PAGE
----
Who’s Driving this Plot?

A plot without characters

If you want to start an argument between writers, just ask what is more important to a story: characters or plot. It’s the politics or religion debate of the writing world. It’s a subject in which you will never be able to change a writer’s mind once he or she has decided, and what is at the core of our writing styles.

The safe answer – the one that most of us commit to – is that both are important. It’s true. For a good story you need both plot and characters. But as for which is more important, I will side with characters every time.

If you look at the craft of storytelling, I think it’s important to focus on your characters in such a way that readers don’t think about the plot. The concept of plot is a technical aspect of writing. It’s not something I want my readers focusing on. All I want my readers worrying about what is going to happen next and how the characters that they have hopefully become attached are going to deal with whatever horrible things I do to them (or at least despise to the point where they want to make sure the character gets what he or she deserves) .

My other argument for characters over plot is that if you have strong, interesting characters, eventually they will insist that something happen, or they will go looking for trouble. Plots are driven by what the characters want, and the obstacles they encounter as they try to reach their goals. I could throw the same drastic obstacles at any set of characters, and the plot of the story would be different based on the character’s personality. If you have boring, flat characters – even if you throw the most interesting conflicts at them – readers won’t care how they react if they don’t like them or can’t relate to them.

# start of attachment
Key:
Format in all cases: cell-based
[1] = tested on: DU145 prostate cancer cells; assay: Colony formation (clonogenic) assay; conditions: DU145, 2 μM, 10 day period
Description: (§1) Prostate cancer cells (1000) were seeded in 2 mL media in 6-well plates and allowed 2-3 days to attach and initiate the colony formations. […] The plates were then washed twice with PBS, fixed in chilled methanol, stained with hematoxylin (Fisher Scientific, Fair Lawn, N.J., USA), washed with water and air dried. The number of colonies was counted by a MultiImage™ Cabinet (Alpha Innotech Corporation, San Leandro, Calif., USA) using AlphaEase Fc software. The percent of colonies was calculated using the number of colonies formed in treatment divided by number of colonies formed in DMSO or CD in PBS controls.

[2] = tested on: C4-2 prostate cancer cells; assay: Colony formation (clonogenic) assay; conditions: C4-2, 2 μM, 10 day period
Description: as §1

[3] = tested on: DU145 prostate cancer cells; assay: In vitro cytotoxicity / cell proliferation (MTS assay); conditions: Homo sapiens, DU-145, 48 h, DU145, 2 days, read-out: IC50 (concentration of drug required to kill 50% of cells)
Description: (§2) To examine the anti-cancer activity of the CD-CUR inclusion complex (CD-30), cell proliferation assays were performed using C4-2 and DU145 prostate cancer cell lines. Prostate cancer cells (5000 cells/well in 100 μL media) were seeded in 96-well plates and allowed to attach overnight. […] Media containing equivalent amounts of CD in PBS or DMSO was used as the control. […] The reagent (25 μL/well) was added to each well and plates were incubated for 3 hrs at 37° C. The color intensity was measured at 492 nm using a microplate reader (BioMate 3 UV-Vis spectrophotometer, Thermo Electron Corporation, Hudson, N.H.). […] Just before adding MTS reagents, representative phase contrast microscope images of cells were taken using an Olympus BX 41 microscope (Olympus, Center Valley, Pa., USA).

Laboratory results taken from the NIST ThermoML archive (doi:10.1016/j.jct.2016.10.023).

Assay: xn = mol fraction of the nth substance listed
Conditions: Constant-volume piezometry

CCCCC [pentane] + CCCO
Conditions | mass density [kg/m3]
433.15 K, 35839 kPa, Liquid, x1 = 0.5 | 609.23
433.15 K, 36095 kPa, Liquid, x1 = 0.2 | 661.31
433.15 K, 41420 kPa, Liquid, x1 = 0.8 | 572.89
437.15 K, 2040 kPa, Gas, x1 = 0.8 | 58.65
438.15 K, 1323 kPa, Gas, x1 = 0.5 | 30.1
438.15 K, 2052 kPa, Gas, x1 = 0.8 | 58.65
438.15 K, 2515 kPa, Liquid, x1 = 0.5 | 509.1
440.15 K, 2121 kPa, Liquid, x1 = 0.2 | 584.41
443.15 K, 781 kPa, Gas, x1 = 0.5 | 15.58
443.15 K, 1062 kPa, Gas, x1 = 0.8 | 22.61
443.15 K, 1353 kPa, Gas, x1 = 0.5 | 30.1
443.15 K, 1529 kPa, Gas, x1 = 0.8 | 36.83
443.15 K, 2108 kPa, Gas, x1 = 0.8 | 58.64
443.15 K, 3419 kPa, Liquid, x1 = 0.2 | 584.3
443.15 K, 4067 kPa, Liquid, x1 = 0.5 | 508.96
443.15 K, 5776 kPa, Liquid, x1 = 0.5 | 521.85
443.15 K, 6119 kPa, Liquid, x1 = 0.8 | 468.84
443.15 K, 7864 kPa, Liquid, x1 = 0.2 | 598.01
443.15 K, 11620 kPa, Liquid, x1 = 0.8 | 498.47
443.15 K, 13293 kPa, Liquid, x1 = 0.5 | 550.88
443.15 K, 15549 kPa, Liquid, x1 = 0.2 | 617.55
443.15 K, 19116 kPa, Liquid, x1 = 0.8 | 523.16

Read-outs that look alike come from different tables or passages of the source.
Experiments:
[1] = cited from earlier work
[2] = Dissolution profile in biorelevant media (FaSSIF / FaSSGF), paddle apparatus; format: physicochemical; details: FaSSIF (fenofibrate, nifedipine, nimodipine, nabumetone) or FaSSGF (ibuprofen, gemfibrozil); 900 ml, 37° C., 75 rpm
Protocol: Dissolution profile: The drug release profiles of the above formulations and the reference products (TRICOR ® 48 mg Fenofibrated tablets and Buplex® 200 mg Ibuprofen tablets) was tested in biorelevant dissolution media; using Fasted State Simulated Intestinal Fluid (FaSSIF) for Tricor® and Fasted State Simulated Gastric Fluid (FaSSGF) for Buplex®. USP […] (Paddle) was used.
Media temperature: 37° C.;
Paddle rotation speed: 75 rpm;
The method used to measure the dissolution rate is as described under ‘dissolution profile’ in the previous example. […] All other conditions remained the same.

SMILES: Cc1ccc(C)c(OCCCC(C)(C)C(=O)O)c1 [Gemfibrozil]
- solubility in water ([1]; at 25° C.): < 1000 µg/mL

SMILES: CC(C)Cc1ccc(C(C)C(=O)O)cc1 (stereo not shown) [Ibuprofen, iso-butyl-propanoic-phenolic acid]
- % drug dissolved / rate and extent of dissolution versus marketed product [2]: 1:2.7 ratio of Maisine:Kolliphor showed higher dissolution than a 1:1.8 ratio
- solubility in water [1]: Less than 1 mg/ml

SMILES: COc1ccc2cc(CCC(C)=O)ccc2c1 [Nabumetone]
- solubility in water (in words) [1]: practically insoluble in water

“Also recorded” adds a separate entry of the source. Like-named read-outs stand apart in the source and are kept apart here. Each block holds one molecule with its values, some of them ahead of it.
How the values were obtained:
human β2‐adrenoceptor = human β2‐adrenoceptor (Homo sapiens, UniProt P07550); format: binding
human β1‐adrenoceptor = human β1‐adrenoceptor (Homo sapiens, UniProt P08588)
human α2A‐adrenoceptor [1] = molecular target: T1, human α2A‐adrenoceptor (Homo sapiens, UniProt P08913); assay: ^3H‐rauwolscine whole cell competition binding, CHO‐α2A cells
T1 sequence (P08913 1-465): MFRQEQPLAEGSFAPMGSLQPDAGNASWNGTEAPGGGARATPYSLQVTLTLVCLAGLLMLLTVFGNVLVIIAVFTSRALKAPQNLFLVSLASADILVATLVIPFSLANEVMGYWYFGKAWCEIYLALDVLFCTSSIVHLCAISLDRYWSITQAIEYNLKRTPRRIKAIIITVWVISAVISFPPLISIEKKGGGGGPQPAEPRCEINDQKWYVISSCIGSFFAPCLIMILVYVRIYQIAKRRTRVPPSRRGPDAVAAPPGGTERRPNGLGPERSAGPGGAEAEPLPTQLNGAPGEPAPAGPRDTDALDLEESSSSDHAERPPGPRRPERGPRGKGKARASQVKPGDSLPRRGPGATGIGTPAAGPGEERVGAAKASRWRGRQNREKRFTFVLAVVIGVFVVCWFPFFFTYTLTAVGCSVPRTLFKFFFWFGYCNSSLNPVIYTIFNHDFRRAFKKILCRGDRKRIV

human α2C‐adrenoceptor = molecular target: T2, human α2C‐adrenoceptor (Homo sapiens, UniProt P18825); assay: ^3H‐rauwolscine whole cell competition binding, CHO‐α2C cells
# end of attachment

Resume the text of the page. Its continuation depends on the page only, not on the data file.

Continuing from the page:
There is an extreme side of characters vs. plot. If you have interesting characters that just sit around having witty conversation, but they don’t actually ever do anything or change in any significant way, you don’t have a story. Things need to happen.

However, if all you do is have things happen to your characters, and all they do is react, it doesn’t make a good story. Plots must be character driven. If I’ve learned anything in my several years of writing, it is that characters must be proactive. They must do things, not just react to what is happening to them.

Sara is a Kansas-grown author of the fantasy and horror persuasions. She is convinced that fantastical things are waiting for her just around the corner, and until she finds the right corner, she writes about those things instead.

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